“… for me, but not all things are expedient. All things are lawful for me, but I will not be brought under the power of any” (1 Cor. 6:12). Twice in this letter Paul writes, “All things are lawful, but not all things are expedient;” here and again in 10:23. There is variation in the phrase that follows, however. In this passage Paul wrote, “All things are lawful but I will not be brought under the power of any.” In chapter ten he wrote, “All things are lawful … but not all things edify.”
It is evident that although the apostle wrote “all things are lawful,” the “all things” must be understood in a limited sense. There is no way we can understand the apostle to say “all murder is lawful, but not all murder is expedient.” Some things are unlawful and Paul has just concluded a list of such: idolatry, fornication, homosexuals, adulterers, covetousness, stealing, reviling, as well as other like manner things. To practice such things would bar the door to the kingdom of God to those who did so. Some things are unlawful and to force Paul’s words “all things are lawful” to mean every conceivable thing man might do is acceptable to God is to greatly misrepresent his meaning. The phrase, “all things are lawful for me,” is akin in understanding to two other statements from the same pen. In Romans 14:14 the apostle wrote, “I know, and am persuaded in the Lord Jesus Christ, that nothing is unclean of itself: save that to him who accounteth anything to be unclean, to him it is unclean.” To Titus Paul said, “To the pure all things are pure; but to them that are defiled and unbelieving, nothing is pure” (Titus 1:15). Who is willing to affirm that nothing is unclean; that any vile, coarse, wicked deed is pure? To ask is to answer. These four passages: 1 Corinthians 6:12, 10:23, Romans 14:14, and Titus 1:15 all must be understood as limited in the things they allow.
The phrase in 1 Corinthians 6:14, “All things are lawful for me,” is the beginning of a new paragraph and a new subject. He wrote, “Meats for the belly and the belly for meats: but God shall bring to naught both it and them” (1 Cor. 6:12). The Gnostics and followers of the Nicolatians which was such an insidious evil in the later part of the first century sprang from such arguments as Paul considered here: “Meats for the belly and the belly for meats.” In short, since God made man and authored the appetites moral man has, that validates any appetite the body may have and the satisfying of it. Since the body craves food, it is lawful to eat food, and since there are sexual desires, satisfying those desires is right and proper in whatever manner man chooses. Right? Wrong! It is right to desire material things but sinful to covet and take the material things of others. It is right to fulfill one’s needs in marriage, but man is more than an animal, he is a being created in God’s image and he must know that “the body is not for fornication, but for the Lord, and the Lord for the body” and that his “body is a temple of the Holy Spirit” (1 Cor. 6:13, 19).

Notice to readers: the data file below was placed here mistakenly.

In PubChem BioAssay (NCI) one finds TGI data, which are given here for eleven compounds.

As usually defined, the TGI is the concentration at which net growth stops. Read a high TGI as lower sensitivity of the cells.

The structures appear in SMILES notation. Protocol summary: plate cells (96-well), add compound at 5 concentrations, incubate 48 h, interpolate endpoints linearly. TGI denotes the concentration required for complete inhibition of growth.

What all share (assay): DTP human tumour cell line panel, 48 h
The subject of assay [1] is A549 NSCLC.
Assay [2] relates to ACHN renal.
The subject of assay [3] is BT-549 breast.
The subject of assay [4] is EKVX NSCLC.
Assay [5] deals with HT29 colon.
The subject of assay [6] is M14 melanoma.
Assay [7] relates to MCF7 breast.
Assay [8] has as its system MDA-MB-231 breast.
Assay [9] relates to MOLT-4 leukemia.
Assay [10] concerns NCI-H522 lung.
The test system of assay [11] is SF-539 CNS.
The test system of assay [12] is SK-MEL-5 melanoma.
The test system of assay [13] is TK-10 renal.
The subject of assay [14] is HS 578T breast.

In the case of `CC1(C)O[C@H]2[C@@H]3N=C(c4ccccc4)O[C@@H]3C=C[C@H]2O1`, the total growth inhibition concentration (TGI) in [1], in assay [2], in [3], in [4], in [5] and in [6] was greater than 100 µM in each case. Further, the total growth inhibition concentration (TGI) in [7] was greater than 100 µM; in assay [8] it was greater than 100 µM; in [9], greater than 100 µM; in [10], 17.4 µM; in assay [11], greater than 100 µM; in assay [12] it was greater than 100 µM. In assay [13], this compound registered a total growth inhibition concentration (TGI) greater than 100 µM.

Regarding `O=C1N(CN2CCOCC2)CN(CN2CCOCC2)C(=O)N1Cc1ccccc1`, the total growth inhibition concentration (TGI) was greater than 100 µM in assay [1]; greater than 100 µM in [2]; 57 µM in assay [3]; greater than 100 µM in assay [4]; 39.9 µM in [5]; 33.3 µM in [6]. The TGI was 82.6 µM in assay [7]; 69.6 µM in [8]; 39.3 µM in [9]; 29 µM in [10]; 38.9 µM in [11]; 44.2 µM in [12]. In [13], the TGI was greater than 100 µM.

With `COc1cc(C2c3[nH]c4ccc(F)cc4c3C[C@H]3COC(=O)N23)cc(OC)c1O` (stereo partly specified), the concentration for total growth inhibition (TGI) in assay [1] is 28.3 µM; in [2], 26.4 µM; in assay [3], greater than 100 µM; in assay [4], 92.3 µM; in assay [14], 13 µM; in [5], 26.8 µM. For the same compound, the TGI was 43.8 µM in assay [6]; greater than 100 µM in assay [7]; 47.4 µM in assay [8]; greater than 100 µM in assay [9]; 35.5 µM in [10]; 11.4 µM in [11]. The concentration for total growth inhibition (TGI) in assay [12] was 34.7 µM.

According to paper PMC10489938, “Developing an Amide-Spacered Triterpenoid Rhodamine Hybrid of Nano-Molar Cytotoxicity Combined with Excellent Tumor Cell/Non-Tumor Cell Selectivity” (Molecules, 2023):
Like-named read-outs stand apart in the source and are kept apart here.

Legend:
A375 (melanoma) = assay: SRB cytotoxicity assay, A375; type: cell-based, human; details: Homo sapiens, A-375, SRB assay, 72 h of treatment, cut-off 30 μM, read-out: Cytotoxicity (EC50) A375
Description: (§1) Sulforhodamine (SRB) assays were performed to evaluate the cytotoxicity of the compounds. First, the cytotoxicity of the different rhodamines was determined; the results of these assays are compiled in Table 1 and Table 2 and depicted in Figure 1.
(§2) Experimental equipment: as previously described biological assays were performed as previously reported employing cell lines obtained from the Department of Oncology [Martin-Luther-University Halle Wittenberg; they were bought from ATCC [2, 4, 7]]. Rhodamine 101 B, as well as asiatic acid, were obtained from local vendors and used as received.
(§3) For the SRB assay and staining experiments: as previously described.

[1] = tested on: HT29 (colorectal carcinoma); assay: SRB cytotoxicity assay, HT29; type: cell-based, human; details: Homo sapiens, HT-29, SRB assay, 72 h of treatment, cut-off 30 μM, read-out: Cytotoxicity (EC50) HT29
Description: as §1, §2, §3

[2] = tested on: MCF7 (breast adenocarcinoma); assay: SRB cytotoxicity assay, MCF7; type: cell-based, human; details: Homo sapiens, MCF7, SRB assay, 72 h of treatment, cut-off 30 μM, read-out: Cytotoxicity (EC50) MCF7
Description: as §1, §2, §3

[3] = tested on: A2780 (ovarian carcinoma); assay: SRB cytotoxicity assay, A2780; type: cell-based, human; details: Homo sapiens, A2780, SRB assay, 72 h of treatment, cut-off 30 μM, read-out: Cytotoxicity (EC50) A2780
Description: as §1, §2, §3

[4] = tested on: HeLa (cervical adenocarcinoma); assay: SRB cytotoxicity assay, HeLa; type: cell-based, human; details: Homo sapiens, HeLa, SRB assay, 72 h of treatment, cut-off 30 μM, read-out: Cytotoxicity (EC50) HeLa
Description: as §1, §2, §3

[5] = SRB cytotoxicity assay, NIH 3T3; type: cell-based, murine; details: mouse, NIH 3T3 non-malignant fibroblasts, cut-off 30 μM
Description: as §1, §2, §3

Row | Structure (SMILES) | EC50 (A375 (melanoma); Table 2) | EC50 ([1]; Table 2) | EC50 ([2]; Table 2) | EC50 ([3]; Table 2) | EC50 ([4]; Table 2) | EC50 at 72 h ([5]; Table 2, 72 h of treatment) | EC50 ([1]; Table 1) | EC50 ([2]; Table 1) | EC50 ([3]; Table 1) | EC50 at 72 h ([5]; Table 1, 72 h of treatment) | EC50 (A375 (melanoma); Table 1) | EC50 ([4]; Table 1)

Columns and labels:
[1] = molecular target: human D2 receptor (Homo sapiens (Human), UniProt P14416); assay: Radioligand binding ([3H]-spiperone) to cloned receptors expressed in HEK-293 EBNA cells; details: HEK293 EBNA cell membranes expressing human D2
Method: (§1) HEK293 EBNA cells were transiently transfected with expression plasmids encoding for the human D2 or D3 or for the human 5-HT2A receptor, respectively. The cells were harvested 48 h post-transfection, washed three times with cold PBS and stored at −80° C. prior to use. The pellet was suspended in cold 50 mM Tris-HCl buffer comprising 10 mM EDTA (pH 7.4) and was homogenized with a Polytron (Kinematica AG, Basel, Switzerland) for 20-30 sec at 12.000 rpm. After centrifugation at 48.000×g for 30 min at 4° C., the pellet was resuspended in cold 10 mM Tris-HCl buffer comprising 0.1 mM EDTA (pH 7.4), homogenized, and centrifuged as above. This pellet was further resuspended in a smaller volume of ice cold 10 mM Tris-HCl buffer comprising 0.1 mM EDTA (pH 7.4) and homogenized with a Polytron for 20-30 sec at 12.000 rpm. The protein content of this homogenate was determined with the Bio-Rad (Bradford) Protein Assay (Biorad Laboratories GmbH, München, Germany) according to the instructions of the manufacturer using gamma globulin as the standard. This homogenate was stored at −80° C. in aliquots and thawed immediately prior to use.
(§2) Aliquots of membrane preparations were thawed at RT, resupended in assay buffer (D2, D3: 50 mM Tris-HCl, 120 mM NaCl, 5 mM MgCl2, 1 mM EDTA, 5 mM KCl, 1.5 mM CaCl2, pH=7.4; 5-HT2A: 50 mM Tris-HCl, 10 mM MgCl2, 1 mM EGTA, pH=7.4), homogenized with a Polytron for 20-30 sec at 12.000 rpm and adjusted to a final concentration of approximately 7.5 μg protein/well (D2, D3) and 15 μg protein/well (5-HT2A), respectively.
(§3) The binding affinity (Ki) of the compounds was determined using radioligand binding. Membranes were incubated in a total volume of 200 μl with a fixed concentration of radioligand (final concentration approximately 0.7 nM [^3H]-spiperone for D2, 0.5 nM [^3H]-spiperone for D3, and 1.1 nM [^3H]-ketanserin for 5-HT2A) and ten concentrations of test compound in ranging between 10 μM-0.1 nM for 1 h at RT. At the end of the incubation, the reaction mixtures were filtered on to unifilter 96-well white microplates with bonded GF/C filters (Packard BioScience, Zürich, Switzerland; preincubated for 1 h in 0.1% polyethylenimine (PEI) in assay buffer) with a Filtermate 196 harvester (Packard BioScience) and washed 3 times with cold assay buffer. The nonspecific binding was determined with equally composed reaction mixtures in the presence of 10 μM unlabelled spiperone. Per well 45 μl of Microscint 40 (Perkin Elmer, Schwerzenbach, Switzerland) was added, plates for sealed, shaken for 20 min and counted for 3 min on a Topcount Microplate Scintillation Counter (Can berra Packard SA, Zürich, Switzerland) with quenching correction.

We must exercise caution even in “lawful things” for not all lawful things are expedient nor edify. Sometimes “lawful things” become a stumbling block to a weak brother (1 Cor. 8:9). Some things we may exercise our liberty and bring about the death of the weak brother for whom Christ died (1 Cor. 8:11). In addition to this, we may become a slave to things that are otherwise lawful; of which possibility Paul warns and adds, “I will not be brought under the power of any.” Exercising prudence and restraint is needful in whatever “lawful” thing we do. Some things are neither required nor condemned; in which things God gives us liberty to indulge or obtain. But even in those things we must act with care that we do not “judge ourselves in the things which we allow” (Rom. 14:22).